Wahoo is staking their claim to some of this, with US patent applications (filing dates going back to Aug 2019) that appear to cover a number of aspects of the KICKR smart bike. One Wahoo related patent filing totals 49 pages, including 29 drawings and 15 pages of description — a substantial amount of material. Odds are that Wahoo’s competitors have taken notice:  To avoid potential patent infringement, intellectual property counsel at companies producing similar products (or who plan to in the future) have likely combed through every word and figure of Wahoo’s patent application, while considering prior patents (“prior art”) as well.

Compared to issued patents, patent applications (“patents pending”) can mean additional concerns for companies seeking freedom to operate opinions. The claims of a patent are what define the scope of intellectual property. However, subsequent patent applications (“continuations” in patent speak) can be filed before a patent issues, with new claims that cover other aspects of the described invention. Meaning, risk assessment for patent infringement involves not just analysis of the claims of a current patent application, but also anything else that’s inventive and potentially could be claimed in the future (from what’s in a patent application’s description). Such analysis is time consuming, costly, yet the findings still inherently uncertain for a patent applicant’s competitors.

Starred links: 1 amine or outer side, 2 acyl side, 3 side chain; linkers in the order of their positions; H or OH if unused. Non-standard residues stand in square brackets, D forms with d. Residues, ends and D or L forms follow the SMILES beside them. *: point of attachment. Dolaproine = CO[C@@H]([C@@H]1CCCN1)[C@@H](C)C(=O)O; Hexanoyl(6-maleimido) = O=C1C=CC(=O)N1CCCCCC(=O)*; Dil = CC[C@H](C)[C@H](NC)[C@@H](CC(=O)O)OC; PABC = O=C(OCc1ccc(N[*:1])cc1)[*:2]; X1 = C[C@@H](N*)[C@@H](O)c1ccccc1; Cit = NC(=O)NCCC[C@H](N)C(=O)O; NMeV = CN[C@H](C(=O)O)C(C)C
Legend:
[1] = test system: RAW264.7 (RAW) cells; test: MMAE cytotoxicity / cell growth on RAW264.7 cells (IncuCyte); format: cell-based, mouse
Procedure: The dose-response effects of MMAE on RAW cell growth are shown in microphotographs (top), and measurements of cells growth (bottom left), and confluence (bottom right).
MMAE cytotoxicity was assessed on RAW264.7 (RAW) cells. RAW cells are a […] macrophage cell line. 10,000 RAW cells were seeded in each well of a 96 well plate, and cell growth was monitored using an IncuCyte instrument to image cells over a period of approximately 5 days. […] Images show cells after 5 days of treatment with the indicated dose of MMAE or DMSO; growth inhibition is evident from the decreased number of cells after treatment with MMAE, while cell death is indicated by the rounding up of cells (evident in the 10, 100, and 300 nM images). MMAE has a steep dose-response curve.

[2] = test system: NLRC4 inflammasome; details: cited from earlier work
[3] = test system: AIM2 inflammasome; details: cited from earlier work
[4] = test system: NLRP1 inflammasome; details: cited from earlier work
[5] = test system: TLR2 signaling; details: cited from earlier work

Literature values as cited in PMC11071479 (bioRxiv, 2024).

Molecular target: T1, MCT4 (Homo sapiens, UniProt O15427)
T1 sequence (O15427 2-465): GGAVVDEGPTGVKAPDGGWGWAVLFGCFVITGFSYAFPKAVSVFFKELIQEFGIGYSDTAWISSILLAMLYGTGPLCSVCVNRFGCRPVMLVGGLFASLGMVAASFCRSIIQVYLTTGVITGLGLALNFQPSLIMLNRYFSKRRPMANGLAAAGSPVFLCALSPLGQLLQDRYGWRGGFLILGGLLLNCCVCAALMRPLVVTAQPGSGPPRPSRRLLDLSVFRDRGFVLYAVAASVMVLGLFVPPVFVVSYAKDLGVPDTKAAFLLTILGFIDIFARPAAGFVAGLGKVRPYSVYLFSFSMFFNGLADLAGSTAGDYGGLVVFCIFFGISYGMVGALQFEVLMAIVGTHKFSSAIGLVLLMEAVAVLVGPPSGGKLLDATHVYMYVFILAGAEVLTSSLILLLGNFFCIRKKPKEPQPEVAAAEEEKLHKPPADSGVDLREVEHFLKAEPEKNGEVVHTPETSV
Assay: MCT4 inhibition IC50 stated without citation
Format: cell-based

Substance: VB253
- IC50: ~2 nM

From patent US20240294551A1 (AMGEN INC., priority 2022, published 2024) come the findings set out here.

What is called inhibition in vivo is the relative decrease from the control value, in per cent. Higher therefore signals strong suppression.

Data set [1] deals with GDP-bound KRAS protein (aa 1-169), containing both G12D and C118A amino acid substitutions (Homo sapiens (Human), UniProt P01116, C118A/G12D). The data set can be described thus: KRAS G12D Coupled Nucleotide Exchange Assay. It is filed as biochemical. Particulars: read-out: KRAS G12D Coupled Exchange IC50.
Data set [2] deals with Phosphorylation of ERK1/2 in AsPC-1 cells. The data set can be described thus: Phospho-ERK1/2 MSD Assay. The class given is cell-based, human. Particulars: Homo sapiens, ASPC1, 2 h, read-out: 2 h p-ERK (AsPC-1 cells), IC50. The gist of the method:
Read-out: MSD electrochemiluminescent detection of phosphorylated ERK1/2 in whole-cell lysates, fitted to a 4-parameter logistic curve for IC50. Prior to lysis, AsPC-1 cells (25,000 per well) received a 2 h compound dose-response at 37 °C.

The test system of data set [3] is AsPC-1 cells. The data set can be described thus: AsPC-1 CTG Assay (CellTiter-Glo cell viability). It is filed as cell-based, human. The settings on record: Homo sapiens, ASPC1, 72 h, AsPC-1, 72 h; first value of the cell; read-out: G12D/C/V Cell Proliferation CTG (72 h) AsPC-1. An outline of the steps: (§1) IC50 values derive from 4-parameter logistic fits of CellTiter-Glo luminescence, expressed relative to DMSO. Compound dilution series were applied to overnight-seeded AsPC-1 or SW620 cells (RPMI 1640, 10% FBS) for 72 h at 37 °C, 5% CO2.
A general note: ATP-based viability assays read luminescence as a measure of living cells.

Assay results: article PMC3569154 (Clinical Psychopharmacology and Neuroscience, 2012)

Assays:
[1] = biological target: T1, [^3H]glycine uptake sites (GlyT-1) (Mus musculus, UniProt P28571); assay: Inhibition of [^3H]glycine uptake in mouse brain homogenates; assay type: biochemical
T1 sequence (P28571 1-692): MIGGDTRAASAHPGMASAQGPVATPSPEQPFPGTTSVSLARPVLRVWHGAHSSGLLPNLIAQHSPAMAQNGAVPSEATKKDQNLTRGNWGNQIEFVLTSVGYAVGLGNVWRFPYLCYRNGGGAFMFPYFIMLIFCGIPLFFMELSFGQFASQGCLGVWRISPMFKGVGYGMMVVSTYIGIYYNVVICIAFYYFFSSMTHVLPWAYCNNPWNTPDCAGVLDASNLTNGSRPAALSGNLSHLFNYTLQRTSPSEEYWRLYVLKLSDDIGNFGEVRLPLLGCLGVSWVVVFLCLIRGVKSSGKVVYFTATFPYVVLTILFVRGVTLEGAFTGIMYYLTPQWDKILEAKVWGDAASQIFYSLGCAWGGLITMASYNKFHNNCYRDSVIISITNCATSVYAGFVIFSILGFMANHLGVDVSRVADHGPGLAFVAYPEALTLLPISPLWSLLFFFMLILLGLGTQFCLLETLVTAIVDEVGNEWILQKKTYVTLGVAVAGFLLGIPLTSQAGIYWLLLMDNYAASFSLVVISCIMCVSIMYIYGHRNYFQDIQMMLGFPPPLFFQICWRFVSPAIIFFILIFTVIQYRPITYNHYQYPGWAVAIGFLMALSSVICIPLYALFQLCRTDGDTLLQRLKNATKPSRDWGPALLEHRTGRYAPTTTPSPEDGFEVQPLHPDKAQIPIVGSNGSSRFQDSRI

Some companies employ an intellectual property strategy of always having a chain of continuation patent applications pending, to cause competitors to spend money for legal analysis and guess what patent claims might be coming next. A company may even see if there’s material in the description section of any of their patent applications that could cover features in newly-released products from competitors, and if possible file new claims to target those specific features. How this might pertain to smart bike and virtual cycling patents remains to be seen.